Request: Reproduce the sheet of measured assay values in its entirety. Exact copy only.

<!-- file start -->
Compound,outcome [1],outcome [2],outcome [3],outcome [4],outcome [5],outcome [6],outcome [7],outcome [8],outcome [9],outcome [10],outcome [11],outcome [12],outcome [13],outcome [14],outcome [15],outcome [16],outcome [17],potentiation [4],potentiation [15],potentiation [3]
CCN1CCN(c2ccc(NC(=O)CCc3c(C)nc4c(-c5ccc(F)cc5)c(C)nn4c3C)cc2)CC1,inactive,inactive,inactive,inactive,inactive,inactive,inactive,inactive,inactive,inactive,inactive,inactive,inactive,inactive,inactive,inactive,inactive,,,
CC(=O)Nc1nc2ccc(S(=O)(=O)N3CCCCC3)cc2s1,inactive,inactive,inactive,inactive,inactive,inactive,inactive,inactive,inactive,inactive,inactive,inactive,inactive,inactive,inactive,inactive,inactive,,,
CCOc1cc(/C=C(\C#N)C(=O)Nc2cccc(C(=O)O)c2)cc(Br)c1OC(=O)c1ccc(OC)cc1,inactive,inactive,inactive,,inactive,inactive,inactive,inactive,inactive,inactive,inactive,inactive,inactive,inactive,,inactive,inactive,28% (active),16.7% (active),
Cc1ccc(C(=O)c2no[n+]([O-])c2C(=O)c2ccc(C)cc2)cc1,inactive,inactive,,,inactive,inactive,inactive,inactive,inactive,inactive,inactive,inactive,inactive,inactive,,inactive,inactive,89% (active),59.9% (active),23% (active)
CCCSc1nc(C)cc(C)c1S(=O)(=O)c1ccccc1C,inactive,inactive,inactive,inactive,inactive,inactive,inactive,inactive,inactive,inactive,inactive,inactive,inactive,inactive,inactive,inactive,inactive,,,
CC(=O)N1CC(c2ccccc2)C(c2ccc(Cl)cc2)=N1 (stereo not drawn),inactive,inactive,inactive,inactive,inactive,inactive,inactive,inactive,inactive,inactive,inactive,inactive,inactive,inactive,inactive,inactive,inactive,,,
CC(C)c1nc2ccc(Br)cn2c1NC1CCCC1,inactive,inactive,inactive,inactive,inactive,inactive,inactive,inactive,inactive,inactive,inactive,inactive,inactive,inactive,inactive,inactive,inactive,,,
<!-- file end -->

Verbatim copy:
Compound,outcome [1],outcome [2],outcome [3],outcome [4],outcome [5],outcome [6],outcome [7],outcome [8],outcome [9],outcome [10],outcome [11],outcome [12],outcome [13],outcome [14],outcome [15],outcome [16],outcome [17],potentiation [4],potentiation [15],potentiation [3]
CCN1CCN(c2ccc(NC(=O)CCc3c(C)nc4c(-c5ccc(F)cc5)c(C)nn4c3C)cc2)CC1,inactive,inactive,inactive,inactive,inactive,inactive,inactive,inactive,inactive,inactive,inactive,inactive,inactive,inactive,inactive,inactive,inactive,,,
CC(=O)Nc1nc2ccc(S(=O)(=O)N3CCCCC3)cc2s1,inactive,inactive,inactive,inactive,inactive,inactive,inactive,inactive,inactive,inactive,inactive,inactive,inactive,inactive,inactive,inactive,inactive,,,
CCOc1cc(/C=C(\C#N)C(=O)Nc2cccc(C(=O)O)c2)cc(Br)c1OC(=O)c1ccc(OC)cc1,inactive,inactive,inactive,,inactive,inactive,inactive,inactive,inactive,inactive,inactive,inactive,inactive,inactive,,inactive,inactive,28% (active),16.7% (active),
Cc1ccc(C(=O)c2no[n+]([O-])c2C(=O)c2ccc(C)cc2)cc1,inactive,inactive,,,inactive,inactive,inactive,inactive,inactive,inactive,inactive,inactive,inactive,inactive,,inactive,inactive,89% (active),59.9% (active),23% (active)
CCCSc1nc(C)cc(C)c1S(=O)(=O)c1ccccc1C,inactive,inactive,inactive,inactive,inactive,inactive,inactive,inactive,inactive,inactive,inactive,inactive,inactive,inactive,inactive,inactive,inactive,,,
CC(=O)N1CC(c2ccccc2)C(c2ccc(Cl)cc2)=N1 (stereo not drawn),inactive,inactive,inactive,inactive,inactive,inactive,inactive,inactive,inactive,inactive,inactive,inactive,inactive,inactive,inactive,inactive,inactive,,,
CC(C)c1nc2ccc(Br)cn2c1NC1CCCC1,inactive,inactive,inactive,inactive,inactive,inactive,inactive,inactive,inactive,inactive,inactive,inactive,inactive,inactive,inactive,inactive,inactive,,,